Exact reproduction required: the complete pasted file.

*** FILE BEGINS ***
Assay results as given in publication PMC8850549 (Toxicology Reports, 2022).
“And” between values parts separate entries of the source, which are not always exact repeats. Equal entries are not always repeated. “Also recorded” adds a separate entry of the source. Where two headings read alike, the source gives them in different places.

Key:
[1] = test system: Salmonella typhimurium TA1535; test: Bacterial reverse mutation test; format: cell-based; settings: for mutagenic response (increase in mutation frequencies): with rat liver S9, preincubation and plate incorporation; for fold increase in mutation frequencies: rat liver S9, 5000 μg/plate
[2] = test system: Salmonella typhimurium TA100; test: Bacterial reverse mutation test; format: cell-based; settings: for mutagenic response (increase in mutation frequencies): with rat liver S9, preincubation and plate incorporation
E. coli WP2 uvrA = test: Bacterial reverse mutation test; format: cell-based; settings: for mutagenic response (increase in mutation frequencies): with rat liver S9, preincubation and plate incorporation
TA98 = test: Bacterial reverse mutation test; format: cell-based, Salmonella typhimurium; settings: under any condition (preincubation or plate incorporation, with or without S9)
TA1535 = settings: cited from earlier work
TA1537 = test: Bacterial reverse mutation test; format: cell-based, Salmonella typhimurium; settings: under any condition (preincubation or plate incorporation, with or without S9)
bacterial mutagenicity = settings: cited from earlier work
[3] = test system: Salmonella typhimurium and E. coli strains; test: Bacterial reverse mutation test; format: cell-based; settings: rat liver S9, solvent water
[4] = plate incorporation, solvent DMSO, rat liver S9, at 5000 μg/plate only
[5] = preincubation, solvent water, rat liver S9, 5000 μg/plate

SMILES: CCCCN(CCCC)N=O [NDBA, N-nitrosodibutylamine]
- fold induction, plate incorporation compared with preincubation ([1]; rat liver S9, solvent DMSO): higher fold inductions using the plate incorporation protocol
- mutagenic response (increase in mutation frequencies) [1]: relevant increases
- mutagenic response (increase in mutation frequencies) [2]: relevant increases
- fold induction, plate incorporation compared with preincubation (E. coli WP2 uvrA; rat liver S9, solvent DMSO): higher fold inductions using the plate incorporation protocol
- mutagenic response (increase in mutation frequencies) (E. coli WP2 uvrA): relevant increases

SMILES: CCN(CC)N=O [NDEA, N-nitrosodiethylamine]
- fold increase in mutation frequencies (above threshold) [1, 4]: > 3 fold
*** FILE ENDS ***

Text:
Assay results as given in publication PMC8850549 (Toxicology Reports, 2022).
“And” between values parts separate entries of the source, which are not always exact repeats. Equal entries are not always repeated. “Also recorded” adds a separate entry of the source. Where two headings read alike, the source gives them in different places.

Key:
[1] = test system: Salmonella typhimurium TA1535; test: Bacterial reverse mutation test; format: cell-based; settings: for mutagenic response (increase in mutation frequencies): with rat liver S9, preincubation and plate incorporation; for fold increase in mutation frequencies: rat liver S9, 5000 μg/plate
[2] = test system: Salmonella typhimurium TA100; test: Bacterial reverse mutation test; format: cell-based; settings: for mutagenic response (increase in mutation frequencies): with rat liver S9, preincubation and plate incorporation
E. coli WP2 uvrA = test: Bacterial reverse mutation test; format: cell-based; settings: for mutagenic response (increase in mutation frequencies): with rat liver S9, preincubation and plate incorporation
TA98 = test: Bacterial reverse mutation test; format: cell-based, Salmonella typhimurium; settings: under any condition (preincubation or plate incorporation, with or without S9)
TA1535 = settings: cited from earlier work
TA1537 = test: Bacterial reverse mutation test; format: cell-based, Salmonella typhimurium; settings: under any condition (preincubation or plate incorporation, with or without S9)
bacterial mutagenicity = settings: cited from earlier work
[3] = test system: Salmonella typhimurium and E. coli strains; test: Bacterial reverse mutation test; format: cell-based; settings: rat liver S9, solvent water
[4] = plate incorporation, solvent DMSO, rat liver S9, at 5000 μg/plate only
[5] = preincubation, solvent water, rat liver S9, 5000 μg/plate

SMILES: CCCCN(CCCC)N=O [NDBA, N-nitrosodibutylamine]
- fold induction, plate incorporation compared with preincubation ([1]; rat liver S9, solvent DMSO): higher fold inductions using the plate incorporation protocol
- mutagenic response (increase in mutation frequencies) [1]: relevant increases
- mutagenic response (increase in mutation frequencies) [2]: relevant increases
- fold induction, plate incorporation compared with preincubation (E. coli WP2 uvrA; rat liver S9, solvent DMSO): higher fold inductions using the plate incorporation protocol
- mutagenic response (increase in mutation frequencies) (E. coli WP2 uvrA): relevant increases

SMILES: CCN(CC)N=O [NDEA, N-nitrosodiethylamine]
- fold increase in mutation frequencies (above threshold) [1, 4]: > 3 fold